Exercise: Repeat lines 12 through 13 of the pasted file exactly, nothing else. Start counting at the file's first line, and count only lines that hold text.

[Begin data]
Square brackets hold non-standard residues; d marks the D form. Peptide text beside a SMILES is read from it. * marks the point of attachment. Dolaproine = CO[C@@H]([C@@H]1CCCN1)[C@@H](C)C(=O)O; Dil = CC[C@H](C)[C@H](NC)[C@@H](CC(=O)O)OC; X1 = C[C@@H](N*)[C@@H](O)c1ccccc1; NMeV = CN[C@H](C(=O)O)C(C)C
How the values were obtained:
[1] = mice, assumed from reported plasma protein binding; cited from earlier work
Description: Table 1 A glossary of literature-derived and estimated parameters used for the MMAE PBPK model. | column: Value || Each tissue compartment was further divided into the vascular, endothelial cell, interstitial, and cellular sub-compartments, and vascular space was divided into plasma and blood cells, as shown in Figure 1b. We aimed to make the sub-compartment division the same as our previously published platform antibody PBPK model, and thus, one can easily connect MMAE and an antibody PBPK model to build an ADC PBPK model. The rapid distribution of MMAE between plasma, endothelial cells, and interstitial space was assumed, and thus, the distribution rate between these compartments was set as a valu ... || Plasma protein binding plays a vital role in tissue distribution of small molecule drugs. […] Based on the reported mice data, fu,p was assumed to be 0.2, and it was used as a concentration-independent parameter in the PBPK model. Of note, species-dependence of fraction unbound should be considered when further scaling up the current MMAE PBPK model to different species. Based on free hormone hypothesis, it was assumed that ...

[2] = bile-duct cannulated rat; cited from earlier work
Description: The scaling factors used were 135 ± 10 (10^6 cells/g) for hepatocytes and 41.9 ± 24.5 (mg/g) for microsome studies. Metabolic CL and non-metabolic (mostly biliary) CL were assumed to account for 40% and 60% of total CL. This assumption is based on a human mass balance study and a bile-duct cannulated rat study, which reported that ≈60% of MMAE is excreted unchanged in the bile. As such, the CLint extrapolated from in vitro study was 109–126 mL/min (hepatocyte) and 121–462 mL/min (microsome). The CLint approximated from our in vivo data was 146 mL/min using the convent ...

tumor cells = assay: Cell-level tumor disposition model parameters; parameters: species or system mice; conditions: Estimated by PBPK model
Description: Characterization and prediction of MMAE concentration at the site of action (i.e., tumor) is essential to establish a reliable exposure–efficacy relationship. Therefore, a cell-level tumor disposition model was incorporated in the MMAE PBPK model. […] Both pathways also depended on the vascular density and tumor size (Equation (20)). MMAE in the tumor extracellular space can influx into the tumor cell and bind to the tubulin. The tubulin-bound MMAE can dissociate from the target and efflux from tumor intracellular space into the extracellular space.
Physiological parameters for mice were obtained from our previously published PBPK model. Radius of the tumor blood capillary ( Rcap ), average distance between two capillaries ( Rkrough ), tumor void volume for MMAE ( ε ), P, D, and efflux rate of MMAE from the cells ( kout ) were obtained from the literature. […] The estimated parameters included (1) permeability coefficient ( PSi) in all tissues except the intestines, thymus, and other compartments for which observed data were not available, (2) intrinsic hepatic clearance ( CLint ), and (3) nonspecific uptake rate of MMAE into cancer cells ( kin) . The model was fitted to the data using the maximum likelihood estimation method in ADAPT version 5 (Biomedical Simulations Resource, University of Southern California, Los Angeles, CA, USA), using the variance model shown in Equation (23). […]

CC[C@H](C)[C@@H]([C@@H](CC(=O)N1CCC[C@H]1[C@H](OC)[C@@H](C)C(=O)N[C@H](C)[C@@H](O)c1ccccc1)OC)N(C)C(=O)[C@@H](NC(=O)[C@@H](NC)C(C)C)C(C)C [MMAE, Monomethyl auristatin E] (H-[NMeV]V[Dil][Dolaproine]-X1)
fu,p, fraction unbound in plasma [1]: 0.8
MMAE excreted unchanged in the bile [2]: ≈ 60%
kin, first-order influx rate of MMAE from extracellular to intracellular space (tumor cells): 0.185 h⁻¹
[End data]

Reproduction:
MMAE excreted unchanged in the bile [2]: ≈ 60%
kin, first-order influx rate of MMAE from extracellular to intracellular space (tumor cells): 0.185 h⁻¹